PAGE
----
Have you ever wanted to integrate a Microchip PHY into the Xilinx Ecosystem, but previously had no proven reference designs available to mitigate risk factors? Recently Avnet released the Network FMC (http://avnet.me/fmc-network1 ), which is a dual Microchip Ethernet 10/100/1000 PHY Low Pin Count (LPC) FMC expansion module. I will take you through the design choices made in the development of the Network FMC expansion module and various lessons learned during this development process.
First off let’s talk about the form factor. For this project we decided to integrate everything on a Low Pin Count (LPC) FMC form factor. We chose the FMC form factor to take advantage of the versatility of an FMC Expansion module. An FMC module can plug into any board that is FMC VITA 57 compliant. This allows for the expansion module to work with various Avnet boards such as the UltraZed product line and Xilinx development boards such as the ZC702. See https://www.vita.com/fmc for more information about FMC.
Next we had to determine which PHY we wanted to use for our design. In our specs we defined the PHY using three separate variables:
- Able to operate at 10/100/1000 Mbps.
- Support flexible I/O voltages at 3.3V/2.5V/1.8V levels to account for various development platforms that are FMC VITA 57 compliant.
- Operates with Xilinx’s Time Sensitive Network (TSN) IP. Since it needs to be able to operate with the Xilinx TSN IP, we did not require TSN capabilities built into the PHY.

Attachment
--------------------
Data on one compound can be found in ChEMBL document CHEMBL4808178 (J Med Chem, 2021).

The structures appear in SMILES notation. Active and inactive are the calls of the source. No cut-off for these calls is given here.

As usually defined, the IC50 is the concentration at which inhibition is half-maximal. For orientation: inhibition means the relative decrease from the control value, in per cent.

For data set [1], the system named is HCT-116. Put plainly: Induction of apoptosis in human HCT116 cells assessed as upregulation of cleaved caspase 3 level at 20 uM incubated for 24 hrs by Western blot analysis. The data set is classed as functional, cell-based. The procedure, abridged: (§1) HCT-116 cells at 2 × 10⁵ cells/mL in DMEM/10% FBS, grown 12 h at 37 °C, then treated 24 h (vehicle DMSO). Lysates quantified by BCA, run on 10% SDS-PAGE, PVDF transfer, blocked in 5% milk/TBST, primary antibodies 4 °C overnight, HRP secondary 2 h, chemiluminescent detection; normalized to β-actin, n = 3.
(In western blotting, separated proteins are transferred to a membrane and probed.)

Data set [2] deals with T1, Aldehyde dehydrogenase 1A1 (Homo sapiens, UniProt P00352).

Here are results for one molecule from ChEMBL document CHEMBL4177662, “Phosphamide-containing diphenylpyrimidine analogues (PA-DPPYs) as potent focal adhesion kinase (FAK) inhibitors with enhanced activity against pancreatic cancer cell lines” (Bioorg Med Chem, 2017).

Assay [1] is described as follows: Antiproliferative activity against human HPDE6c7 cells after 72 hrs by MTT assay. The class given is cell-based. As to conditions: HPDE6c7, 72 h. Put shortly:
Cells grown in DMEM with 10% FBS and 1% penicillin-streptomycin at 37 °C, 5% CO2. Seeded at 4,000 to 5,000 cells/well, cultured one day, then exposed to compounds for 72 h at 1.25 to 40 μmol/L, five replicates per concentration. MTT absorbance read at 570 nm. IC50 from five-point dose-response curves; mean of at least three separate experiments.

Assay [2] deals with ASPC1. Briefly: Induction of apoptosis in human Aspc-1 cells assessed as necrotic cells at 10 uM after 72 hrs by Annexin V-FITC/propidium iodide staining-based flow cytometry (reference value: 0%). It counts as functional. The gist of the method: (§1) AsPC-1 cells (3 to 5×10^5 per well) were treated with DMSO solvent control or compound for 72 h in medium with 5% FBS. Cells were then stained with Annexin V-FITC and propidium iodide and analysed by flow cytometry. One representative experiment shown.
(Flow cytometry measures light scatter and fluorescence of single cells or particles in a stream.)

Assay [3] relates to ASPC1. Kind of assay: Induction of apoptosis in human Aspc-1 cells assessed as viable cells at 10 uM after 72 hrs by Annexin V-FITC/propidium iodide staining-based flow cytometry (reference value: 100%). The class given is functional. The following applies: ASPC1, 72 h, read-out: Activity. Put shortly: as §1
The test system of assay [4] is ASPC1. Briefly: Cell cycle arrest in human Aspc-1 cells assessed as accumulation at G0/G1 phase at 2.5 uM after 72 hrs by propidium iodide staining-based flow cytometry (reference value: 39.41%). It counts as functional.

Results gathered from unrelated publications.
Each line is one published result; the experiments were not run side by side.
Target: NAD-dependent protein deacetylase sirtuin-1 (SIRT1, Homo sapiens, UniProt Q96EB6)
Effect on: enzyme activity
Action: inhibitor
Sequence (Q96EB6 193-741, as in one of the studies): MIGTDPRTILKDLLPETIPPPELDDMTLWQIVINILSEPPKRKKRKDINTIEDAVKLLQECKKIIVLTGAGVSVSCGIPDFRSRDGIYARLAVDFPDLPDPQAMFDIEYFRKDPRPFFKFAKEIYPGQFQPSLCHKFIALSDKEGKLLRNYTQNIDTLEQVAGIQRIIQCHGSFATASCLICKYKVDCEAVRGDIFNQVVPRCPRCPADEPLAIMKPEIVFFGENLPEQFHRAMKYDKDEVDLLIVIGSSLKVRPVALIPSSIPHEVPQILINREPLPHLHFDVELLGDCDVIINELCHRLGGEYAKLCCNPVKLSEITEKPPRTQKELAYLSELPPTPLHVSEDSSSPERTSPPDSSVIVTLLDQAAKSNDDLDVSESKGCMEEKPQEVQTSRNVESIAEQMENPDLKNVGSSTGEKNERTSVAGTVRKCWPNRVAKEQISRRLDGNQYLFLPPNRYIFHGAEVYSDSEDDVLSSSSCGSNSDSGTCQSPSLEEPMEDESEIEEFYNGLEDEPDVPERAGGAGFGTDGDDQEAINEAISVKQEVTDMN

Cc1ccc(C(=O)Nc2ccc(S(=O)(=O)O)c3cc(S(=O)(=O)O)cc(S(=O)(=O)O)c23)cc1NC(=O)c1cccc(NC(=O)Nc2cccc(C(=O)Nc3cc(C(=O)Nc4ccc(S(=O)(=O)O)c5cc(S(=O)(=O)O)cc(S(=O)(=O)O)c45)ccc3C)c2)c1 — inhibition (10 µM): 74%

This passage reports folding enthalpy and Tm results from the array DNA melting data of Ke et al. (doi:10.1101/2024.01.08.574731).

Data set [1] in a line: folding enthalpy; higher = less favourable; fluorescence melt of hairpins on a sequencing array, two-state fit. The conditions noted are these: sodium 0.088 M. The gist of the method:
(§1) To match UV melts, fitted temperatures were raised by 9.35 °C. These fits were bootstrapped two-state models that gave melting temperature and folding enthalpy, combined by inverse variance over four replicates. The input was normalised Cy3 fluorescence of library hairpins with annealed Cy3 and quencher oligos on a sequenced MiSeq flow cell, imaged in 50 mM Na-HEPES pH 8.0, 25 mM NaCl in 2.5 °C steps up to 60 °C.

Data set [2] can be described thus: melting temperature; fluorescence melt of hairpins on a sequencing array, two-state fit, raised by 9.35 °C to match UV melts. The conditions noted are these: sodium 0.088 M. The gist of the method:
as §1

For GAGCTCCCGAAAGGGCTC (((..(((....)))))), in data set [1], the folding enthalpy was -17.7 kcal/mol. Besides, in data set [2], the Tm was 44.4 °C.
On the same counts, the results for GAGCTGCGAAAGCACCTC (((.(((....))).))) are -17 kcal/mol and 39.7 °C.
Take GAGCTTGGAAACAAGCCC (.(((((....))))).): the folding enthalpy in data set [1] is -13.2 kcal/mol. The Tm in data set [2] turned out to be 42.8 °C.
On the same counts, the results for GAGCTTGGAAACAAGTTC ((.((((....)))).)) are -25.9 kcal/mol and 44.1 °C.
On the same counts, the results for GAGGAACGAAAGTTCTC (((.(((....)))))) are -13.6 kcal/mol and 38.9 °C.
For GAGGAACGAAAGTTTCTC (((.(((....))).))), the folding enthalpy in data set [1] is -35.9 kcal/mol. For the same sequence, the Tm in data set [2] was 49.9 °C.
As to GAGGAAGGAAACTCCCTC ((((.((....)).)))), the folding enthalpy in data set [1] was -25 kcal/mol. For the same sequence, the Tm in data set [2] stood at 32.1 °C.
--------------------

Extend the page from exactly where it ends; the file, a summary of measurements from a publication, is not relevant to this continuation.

Taking these three factors into consideration, the Microchip KSZ9031RNX PHY was selected. To make this decision, we referenced both datasheets and errata documentation to verify we were meeting our requirements.
After the PHY was selected, we next had to look at the system level design. Specifically, what additional components/interfaces were required to integrate the KSZ9031RNX Microchip PHY to a Xilinx platform via the FMC VITA 57 specification? After reviewing, we narrowed it down to the following eight items.
- MAC ID EEPROMs We implemented two MAC ID EEPROMs to allow each Microchip PHY to have their own unique network identifier To do this we used Microchip which comes pre-programmed with unique MAC identifiers
- 1.2V Power Supply – By default the FMC connector only provides 12V, 3.3V, and I/O voltages of 3.3v, 2.5V, or1.8V. The KSZ9031RNX PHY requires a 1.2V core voltage to operate. The manufacturer recommends two separate methods for providing it:
- An LDO pin that drives a P channel MOSFET to supply the 1.2V core
- An external 1.2V power supply.
In this case we chose to provide external power by taking the 3.3V supplied by the FMC connector and feeding it into a Microchip MIC23050-4YML-TR PWM Buck Regulator. This part is capable of sourcing 600mA by itself. Looking back in the Microchip PHYs Datasheet you will notice that the typical max current draw on the 1.2V core is 221mA. In our design, we have two KSZ9031RNX PHYs, so we accounted for double this amount or 442mA typical max current draw. This in turn gives us 158mA or 26.3% of additional current draw available to account for any anomalies or spikes allowing us to power both PHYs with the same 1.2V PWM Buck Regulator.
- IPMI EEPROM An EEPROM was necessary to conform to the VITA 57 specification to allow Intelligent Platform Management Interface(IPMI configuration to occur On the Network FMC the EEPROM is configured to tell the host board to configure the host I/O levels to 1.8V If 1.8V is unavailable the host board will not provide any power to the FMC to avoid possible damage to the FMC and itself In this case we used a Microchip EEPROM to accomplish this task